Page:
|Reviews & Columns|
TV on DVD
Reviews by Studio
Collector Series DVDs
Easter Egg Database
DVD Talk Radio
The M.O.D. Squad
DVD Talk Forum
DVD Price Search|
Customer Service #'s
Lost Weekend, The
THE LOST WEEKEND (1945) is Billy Wilder's classic film about one man's struggle with alcoholism. Ray Milland plays Don Birnam, a failed writer whose entire life consists of attempts to get more booze. Even with the love and support of his brother and girlfriend (Jane Wyman), Birnam is unable to stop drinking. The main story follows Birnam during a long weekend of bingeing, as his life slowly spirals into more and more desperate situations. Flashback sequences help fill in the gaps and explain Birnam's past and how he came to his current condition.
The performances in this film are all wonderful (especially by lead Ray Milland). The camera work is also inventive and the script is very well-written. However, time has not been kind to THE LOST WEEKEND. In the 56 years since this film premiered, we've seen countless portrayals of alcoholism on film and television -- including many that are more realistic and nuanced than the situations presented here. While many of these programs were undoubtedly influenced by THE LOST WEEKEND, the cumulative effect is to unfortunately dilute the impact of the film. Seen through modern eyes, the main character seems exaggerated and overblown, making it difficult to become emotionally involved in the film.
THE LOST WEEKEND is presented in the original full-frame aspect ratio. The picture quality is not terrible, but is less than we've come to expect from an exceptional DVD transfer. In fact, my suspicion is that this is the same transfer that was created for the LaserDisc nearly 10 years ago. The film is slightly soft, not nearly as crisp as I'd expect. There are also some scratches and other damage to the source print. I also noticed some occasional compression artifacts, mostly in complicated backgrounds like the curtains in Milland's apartment.
The transfer is certainly not terrible -- it's very watchable and enjoyable. The flaws described above are not pervasive and do not really distract from the viewing experience. However, it certainly doesn't appear that Universal has taken any steps to remaster the film or perform any digital cleanup to take advantage of the increased resolution of DVD. With the amazing quality of some classic films released on DVD recently, I expected more from this Universal Best Picture winner.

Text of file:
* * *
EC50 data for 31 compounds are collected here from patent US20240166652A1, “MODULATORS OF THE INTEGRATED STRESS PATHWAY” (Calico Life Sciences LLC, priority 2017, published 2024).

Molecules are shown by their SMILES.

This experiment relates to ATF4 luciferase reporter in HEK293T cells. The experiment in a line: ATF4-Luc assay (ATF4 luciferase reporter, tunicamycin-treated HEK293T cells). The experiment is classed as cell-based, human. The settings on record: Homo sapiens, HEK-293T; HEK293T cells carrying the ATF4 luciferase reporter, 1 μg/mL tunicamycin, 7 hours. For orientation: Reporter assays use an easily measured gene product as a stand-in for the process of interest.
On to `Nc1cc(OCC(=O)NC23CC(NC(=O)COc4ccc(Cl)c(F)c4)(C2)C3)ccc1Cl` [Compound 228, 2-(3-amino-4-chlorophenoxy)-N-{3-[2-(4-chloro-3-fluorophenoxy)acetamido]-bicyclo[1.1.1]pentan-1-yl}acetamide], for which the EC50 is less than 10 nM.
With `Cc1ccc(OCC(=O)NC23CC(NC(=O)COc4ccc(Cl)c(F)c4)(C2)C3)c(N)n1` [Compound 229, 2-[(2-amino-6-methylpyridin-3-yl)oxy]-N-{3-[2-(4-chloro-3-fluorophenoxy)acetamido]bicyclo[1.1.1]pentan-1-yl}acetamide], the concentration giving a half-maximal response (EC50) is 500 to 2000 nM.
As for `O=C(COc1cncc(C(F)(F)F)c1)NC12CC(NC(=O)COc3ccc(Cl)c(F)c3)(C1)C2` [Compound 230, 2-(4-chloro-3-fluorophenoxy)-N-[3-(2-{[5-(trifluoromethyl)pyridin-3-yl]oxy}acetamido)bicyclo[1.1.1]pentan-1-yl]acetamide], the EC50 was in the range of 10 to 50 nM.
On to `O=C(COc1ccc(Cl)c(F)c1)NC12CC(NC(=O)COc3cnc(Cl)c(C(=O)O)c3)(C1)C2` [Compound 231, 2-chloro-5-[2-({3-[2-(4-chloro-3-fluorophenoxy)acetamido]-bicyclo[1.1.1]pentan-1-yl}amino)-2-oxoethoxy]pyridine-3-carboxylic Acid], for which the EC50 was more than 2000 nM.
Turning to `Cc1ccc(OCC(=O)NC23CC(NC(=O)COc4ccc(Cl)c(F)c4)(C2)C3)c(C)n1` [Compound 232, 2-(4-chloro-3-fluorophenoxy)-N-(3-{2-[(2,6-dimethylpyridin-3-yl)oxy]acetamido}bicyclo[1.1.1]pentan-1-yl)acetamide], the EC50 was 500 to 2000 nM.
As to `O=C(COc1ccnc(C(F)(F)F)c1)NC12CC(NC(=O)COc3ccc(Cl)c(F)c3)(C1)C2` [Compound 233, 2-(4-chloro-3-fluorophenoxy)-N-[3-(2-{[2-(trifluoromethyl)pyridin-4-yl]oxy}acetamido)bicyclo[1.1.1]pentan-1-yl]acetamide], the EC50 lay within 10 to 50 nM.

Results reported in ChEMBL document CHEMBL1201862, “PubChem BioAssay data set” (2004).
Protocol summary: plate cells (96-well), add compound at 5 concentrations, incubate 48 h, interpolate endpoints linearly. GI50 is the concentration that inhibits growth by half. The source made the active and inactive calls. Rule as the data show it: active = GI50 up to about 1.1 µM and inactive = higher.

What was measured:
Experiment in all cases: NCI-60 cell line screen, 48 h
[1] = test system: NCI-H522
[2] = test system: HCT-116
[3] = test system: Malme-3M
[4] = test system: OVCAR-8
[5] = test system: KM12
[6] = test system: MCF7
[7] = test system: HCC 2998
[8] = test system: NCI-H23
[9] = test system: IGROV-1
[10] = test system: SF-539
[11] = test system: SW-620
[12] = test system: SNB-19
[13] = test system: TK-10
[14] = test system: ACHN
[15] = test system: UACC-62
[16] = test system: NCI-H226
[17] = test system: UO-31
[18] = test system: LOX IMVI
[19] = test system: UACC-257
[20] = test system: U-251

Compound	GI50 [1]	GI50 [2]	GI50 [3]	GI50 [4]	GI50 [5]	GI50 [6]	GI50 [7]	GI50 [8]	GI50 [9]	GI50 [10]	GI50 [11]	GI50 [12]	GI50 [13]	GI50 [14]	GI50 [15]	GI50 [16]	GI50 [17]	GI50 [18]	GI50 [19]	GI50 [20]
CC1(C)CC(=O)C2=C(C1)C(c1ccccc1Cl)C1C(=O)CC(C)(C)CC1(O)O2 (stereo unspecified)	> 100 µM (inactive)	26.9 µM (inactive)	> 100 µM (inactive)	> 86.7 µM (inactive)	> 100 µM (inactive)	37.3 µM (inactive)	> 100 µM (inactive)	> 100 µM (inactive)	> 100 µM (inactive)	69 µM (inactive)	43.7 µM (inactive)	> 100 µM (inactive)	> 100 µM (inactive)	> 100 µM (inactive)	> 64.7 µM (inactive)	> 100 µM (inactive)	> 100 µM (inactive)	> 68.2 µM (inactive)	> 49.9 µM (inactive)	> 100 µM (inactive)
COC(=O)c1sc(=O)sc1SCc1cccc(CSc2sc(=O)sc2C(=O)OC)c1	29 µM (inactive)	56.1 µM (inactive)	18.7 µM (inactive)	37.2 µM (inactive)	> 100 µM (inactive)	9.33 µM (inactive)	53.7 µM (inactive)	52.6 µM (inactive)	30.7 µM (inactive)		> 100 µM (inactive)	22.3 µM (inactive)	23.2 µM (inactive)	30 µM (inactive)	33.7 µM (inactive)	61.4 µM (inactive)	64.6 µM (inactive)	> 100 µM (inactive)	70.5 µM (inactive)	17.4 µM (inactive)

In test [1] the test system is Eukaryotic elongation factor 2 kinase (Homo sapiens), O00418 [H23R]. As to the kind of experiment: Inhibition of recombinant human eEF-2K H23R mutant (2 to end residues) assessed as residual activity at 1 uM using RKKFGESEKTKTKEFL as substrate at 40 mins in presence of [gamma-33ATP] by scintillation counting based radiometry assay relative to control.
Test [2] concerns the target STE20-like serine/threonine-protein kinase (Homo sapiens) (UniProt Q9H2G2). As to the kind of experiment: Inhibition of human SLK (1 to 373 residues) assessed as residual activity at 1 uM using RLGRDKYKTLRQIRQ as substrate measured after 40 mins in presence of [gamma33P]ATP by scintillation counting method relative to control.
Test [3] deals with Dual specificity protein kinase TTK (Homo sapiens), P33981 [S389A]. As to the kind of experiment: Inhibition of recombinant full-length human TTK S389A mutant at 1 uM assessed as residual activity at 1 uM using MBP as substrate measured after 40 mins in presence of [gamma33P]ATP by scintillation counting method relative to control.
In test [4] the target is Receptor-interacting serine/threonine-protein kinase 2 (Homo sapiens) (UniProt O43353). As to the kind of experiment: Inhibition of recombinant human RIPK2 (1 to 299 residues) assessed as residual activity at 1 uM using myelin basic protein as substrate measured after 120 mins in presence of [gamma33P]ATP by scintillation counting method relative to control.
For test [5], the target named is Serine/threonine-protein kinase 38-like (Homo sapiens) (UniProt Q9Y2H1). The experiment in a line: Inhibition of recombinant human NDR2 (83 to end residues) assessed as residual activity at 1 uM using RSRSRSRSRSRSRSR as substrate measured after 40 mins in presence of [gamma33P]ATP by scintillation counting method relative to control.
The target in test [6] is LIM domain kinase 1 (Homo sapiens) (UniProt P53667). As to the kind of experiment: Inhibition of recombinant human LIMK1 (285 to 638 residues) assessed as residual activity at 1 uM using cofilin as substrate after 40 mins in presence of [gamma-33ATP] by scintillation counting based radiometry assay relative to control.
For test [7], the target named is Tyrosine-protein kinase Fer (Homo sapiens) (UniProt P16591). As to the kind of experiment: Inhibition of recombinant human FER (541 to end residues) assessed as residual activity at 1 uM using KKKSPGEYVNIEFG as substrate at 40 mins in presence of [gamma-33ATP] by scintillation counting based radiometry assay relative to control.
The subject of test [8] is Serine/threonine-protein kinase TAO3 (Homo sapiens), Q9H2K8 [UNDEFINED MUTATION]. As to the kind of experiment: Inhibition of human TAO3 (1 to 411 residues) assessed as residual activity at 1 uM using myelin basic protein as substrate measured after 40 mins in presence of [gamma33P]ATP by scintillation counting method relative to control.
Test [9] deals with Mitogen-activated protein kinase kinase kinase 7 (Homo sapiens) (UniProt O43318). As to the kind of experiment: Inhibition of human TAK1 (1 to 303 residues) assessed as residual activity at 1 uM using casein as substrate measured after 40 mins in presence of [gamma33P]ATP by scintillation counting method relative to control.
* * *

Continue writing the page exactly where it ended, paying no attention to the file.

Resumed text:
The English 2.0 mono soundtrack is very good, with only a slight hiss and occasional distortion. This soundtrack is typical of older films and the minor flaws are mostly a result of the age of the film. Again, like the video, the audio isn't as crisp as it possibly could be -- but it is clear, understandable, and unlikely to disappoint.
The "bonus materials" on this DVD are very disappointing. Universal has given this entry in their Award Winners series nothing more than the theatrical trailer and the usual production notes/biographical information. A trailer and film notes are becoming so standard and trivial that it's difficult to even consider them extras any more. Why not include a commentary by a film scholar (like Criterion often does for older titles)? How about a documentary, like the ones that Laurent Bouzereau created for the Universal Hitchcock DVDs?
Subtitles are available in English, Spanish, and French.
THE LOST WEEKEND is a very well-made film, with great performances and a well-written script. However, modern audiences may find it to be dated and melodramatic. Additionally, fans of the film will find the DVD presentation to be slightly disappointing. For a film that won four Academy Awards and is considered by many to be an important, classic work, Universal has certainly skimped a bit on the DVD presentation. The picture and sound quality are adequate -- nothing more. The lack of any significant extra material makes this DVD doubly disappointing. Universal should have spent some effort to clean up the film, provided some additional supplements to place this film in historical context, or at the very least reduced the high ($30) price tag.
Note: In January 2002 (11 months after the initial release), Universal reduced the retail price of this title -- cutting it in half to $15. I have not changed my review above, but I did want to note that Universal's new price certainly makes the disc more appealing for fans of the film. While the mediocre quality and lack of extras are still disappointing, being able to find the DVD for ten dollars online makes it easier to accept.